"I've, you know, heard the voices of the people that presumably will be in a position of responsibility after these elections, although you never know," Mr. Bush said. "But it seems like most of the leadership there understands that there will be a need for coalition troops at least until Iraqis are able to fight."

He did not say who he expected would emerge victorious. But asked if, as a matter of principle, the United States would pull out of Iraq at the request of a new government, he said: "Absolutely. This is a sovereign government. They're on their feet."

Some members of the administration had made similar pledges, but this was the first time Mr. Bush did so.

In a 40-minute conversation in the Oval Office with correspondents from The New York Times, Mr. Bush, seated in front of a crackling fire, ranged across a number of issues that he is expected to discuss in his State of the Union address next week.

Yet Iraq was clearly foremost in his mind, and he said that with the coming election, "We're watching history being made, history that will change the world." That has been Mr. Bush's message in a series of interviews he has given in the days before and since his Inaugural Address on Jan. 20.

He later drew Iraq into a broader plan for democracy in the Middle East.

"I think two of the great ironies of history will be that there will be a Palestinian state and a democratic Iraq showing the way forward for people who desperately want to be free," the president said. He particularly praised Mahmoud Abbas, the new Palestinian leader, as a man who has "the will of the people with him, and that inspires leaders."

On domestic policy, Mr. Bush sidestepped a question on whether he agreed with a Florida law barring gay men and women from adopting children, saying he was not aware of it. But he said that while "children can receive love from gay couples," he believed that "studies have shown that the ideal is where a child is raised in a married family with a man and a woman."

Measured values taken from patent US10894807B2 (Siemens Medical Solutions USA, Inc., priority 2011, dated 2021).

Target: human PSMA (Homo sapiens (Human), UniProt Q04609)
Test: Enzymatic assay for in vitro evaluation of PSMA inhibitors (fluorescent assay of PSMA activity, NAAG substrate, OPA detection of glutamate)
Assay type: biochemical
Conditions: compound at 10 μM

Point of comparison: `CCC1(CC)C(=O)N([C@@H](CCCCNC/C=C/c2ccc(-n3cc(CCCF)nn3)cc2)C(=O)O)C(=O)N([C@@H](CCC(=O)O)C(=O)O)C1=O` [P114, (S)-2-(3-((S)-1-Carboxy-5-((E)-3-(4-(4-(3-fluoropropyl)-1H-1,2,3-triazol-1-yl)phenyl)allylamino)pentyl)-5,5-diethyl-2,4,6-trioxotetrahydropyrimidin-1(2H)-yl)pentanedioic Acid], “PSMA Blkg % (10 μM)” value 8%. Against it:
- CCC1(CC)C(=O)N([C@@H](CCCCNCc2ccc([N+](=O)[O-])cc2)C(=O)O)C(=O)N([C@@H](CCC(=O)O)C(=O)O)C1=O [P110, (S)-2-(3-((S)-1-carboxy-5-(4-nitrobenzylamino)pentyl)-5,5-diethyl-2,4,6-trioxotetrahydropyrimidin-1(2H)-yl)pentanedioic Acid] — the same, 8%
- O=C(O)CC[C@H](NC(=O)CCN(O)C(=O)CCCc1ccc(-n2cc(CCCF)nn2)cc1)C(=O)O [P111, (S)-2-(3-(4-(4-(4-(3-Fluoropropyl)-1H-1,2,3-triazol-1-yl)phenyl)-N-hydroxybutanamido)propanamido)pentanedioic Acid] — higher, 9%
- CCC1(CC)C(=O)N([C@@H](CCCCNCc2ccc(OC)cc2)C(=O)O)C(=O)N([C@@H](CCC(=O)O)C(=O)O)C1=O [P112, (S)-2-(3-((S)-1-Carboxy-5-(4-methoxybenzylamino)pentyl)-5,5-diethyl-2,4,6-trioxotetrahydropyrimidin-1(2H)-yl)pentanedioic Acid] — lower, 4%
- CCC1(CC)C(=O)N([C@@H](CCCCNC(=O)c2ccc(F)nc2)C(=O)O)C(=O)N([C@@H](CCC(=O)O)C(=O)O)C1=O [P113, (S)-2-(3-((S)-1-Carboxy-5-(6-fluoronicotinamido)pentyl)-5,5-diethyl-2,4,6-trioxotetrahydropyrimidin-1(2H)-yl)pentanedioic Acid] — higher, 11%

He said that his plan to overhaul Social Security would be a centerpiece of his State of the Union address and acknowledged that his approach would demand politically difficult decisions of Congress.

He also suggested, three days after telling a March for Life rally that he could see the "glimmerings" of a nation in which every child is "welcomed in life and protected in law," that he was resigned for now to the continued availability of abortion and that his role would be to show moral leadership rather than advance specific anti-abortion initiatives.

"I think the goal ought to be to convince people to value life," Mr. Bush said. "But I fully understand our society is divided on the issue and that there will be abortions. That's reality. It seems like to me my job is to convince people to make right choices in life, to understand there are alternatives to abortion, like adoption, and I will continue to do so."

He brushed aside questions about his relationship with the Congressional Black Caucus, which he met with on Wednesday and invited to the White House once in his first term. Asked why the group, now composed of 43 Democratic African-American members of Congress, had received only the single first-term invitation, he responded, "That's just the way it worked out."

He said he was working "to put out policies that I think are beneficial to all people, including African-Americans, and will continue to do so."

But even while acknowledging that Iraq is at a pivotal point in its history, Mr. Bush appeared far more relaxed than he was in August, when he was last interviewed by The Times, in a changing area off a men's room, during a campaign stop in New Mexico.